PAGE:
Occupation: Public Relations Manager and Writer
When did you know you wanted to be a career woman and why? I think I had a good idea what I wanted to be when I grew up at the age of 8. I launched the Bisbee Court Buzz, a newsletter all about the happenings on my cul-de-sac that I distributed to the neighbors. My parent's newsletter software allowed me to layout and write different types of stories and games. I reported on cul-de-sac specific activities; "Kickball Game After School Tuesday," or breaking news; "Garcia Family Welcomes New Pet!" There was even a Horoscope and sports section that covered the Yankees exclusively, just for my Dad. Since then, my interest in the business has multiplied. In high school, I challenged myself with a newspaper internship along with a part-time sales job. In college, I continued my work in the publishing, marketing and public relations fields.
What advice would you give a woman, in particular a military spouse, who wants to climb the corporate ladder? Never stop. Even if the tough gets going, there is never an end. When I graduated college, I had a tough time landing that first job. The market was saturated and there were tons of graduates that were competing against each other. In the year I spent job hunting, I probably interviewed 30 times before I found my fit. Despite all the challenges, don't loose hope.
What is the most challenging thing about being a military spouse and a career-driven woman? What is the most rewarding thing? Now as a military spouse, the challenge is finding the balance between living the military lifestyle and holding a job. I spent a lot of time contemplating the best decision for myself and realized the best thing for me to do is start freelancing from home. I left a job in New York City that I loved, so it was really difficult to let it go for uncertainty. But, I wouldn't have it any other way. I actually embrace the freedom that working from home does and can make my own schedule. I guess that would be the most rewarding thing.
How did it feel what you landed your first professional job? Like a dream. I mentioned before, I was on the hunt for a year. Luckily, I was holding a paid internship in the field so it wasn't so bad. But, getting that call with the job offer was awesome. And ironically enough, I got another job offer the next day. It was very fulfilling to be recognized for your fit into a particular position.
What is one obstacle you have faced on a personal level, as a military spouse, that you would have never expected? I would say meeting new people on a personal level. It's been great networking and sharing career stories with other military spouses -- and I've actually built friendships with most, but I still find it scary (I guess that's the word I'm looking for...) to interact in a buddy-buddy situation. I think I just revert back to the new girl at school mentality and "do they like me?" starts looming in my head.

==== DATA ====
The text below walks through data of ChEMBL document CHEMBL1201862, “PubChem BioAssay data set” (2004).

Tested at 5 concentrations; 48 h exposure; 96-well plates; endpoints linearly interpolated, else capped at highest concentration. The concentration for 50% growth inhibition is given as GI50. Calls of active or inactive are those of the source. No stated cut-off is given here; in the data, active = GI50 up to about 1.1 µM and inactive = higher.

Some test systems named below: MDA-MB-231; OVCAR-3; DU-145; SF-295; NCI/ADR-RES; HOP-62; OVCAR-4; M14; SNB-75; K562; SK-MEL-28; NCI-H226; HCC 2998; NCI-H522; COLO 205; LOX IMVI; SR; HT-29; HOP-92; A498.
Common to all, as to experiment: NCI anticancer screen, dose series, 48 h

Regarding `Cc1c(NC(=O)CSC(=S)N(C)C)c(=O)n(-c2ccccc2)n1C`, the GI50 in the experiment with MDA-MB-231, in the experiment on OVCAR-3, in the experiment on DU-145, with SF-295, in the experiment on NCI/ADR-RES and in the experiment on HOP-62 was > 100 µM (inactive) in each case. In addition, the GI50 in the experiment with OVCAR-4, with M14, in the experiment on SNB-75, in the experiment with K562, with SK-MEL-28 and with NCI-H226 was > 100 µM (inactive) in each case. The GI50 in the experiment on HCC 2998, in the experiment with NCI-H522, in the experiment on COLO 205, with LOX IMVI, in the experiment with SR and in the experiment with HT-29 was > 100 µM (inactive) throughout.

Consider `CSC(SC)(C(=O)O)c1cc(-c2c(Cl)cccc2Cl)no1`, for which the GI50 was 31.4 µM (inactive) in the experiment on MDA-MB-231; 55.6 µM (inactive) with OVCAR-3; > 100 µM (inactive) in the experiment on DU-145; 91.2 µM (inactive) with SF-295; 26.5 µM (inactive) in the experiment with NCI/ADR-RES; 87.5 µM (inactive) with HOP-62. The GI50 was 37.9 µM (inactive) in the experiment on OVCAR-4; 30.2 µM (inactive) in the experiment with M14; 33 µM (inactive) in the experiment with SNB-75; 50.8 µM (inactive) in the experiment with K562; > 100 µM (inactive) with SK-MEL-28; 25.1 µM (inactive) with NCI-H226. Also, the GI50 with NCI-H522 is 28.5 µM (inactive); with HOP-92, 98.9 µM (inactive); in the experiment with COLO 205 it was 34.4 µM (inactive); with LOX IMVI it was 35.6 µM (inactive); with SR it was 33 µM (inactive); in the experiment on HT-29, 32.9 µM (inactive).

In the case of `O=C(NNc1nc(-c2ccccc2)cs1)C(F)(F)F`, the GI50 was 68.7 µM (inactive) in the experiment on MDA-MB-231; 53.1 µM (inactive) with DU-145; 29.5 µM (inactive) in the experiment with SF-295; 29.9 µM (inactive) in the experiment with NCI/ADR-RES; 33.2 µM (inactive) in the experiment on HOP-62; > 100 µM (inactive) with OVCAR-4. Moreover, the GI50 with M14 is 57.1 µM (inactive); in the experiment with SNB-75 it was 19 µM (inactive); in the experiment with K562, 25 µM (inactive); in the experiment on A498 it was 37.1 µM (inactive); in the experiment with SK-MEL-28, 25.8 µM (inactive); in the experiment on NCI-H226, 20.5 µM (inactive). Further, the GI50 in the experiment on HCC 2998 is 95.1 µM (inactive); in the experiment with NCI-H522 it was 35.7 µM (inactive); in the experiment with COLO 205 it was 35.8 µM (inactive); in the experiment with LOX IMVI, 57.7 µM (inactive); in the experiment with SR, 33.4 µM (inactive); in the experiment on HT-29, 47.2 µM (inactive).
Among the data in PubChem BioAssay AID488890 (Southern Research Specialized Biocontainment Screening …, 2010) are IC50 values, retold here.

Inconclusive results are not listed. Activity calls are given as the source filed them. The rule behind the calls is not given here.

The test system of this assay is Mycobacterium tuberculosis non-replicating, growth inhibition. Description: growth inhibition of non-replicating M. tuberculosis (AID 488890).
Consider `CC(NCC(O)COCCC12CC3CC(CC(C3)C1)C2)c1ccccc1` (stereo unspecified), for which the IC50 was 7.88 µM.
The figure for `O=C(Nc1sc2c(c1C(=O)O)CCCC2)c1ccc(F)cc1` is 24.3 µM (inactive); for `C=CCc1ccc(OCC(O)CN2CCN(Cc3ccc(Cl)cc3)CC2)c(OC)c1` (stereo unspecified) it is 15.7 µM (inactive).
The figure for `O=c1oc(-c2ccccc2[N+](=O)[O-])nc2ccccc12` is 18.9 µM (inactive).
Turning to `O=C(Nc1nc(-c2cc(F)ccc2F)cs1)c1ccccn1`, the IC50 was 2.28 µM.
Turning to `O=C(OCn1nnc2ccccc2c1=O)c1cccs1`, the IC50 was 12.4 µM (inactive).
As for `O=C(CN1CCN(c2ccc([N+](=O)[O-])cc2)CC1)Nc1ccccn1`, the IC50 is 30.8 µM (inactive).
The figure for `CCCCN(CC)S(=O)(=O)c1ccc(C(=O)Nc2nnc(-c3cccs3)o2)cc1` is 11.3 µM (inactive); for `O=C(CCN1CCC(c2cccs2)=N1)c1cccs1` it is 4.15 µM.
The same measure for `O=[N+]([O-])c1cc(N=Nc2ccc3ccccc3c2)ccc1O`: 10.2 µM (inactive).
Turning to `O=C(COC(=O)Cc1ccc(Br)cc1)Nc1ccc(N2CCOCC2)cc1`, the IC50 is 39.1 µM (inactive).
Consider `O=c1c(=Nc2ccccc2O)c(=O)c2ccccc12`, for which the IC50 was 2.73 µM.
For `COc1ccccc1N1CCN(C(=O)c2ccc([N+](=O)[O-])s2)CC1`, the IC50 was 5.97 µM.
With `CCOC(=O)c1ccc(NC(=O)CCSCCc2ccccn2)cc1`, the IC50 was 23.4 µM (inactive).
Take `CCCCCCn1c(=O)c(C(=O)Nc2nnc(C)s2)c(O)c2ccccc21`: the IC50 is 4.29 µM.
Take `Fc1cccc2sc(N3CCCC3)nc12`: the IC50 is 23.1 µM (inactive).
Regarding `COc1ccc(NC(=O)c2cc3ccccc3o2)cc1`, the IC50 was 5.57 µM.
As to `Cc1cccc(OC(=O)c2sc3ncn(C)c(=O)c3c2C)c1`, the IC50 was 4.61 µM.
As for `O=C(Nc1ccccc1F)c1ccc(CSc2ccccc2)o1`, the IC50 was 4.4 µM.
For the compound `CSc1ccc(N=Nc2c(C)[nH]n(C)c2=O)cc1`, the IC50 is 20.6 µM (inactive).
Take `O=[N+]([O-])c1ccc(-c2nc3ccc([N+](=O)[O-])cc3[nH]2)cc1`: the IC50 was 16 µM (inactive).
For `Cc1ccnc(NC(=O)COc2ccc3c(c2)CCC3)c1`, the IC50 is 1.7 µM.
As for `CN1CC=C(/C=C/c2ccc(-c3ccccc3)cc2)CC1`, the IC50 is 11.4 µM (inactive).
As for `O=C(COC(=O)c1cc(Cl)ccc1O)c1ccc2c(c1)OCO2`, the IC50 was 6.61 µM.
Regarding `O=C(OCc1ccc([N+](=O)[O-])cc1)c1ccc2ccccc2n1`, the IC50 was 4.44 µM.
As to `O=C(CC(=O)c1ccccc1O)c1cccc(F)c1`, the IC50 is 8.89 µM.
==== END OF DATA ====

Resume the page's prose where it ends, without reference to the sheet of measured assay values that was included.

What is one career goal you hope to accomplish by the end of 2014? To continue my growth as a freelancer. I JUST started in February when my husband and I PCSed to Fort Belvoir. I work with such amazing people now and just hope to continue my relationships and workload into 2015!
How has being a military spouse helped you grow on a personal level? It's helped me embrace the stories of other military spouses. When I was working in NYC, I spent a lot of time just thinking about my growth and development. I love the military spouse community because it is all encompassing. We are all in this together.
As a military spouse, I know one thing for certain, it is . . . I'm going to keep at it! No matter what the military throws my way, there is always something to get yourself back on track.
What strengths do you possess, that you did not know you had, until you became a career woman? Determination. I realized that if I wanted something, I went after it. Also, I learned that I had a good balance between fun and my career.
My biggest fear: Not knowing what's going to happen next. That's why I try to take things day by day with a general long-term goal in mind.
My greatest accomplishment: making the big leap of moving out of Texas to NYC. That move, I'm convinced, shaped me into the woman I am today.
When I grow up, I want to be . . . Awesome. I want to influence people as much as other awesome woman have helped me. It's weird to think that I'm basically doing what my 8 year-old self sought out to do as an adult.
In 2050, I hope women are/can/have: know that they can have it all. The family, the career and even the military all at the same time. Really, you don't have to give up anything, just learn to balance it.
What is your legacy? Oh dear, I hope I'm building that as I speak.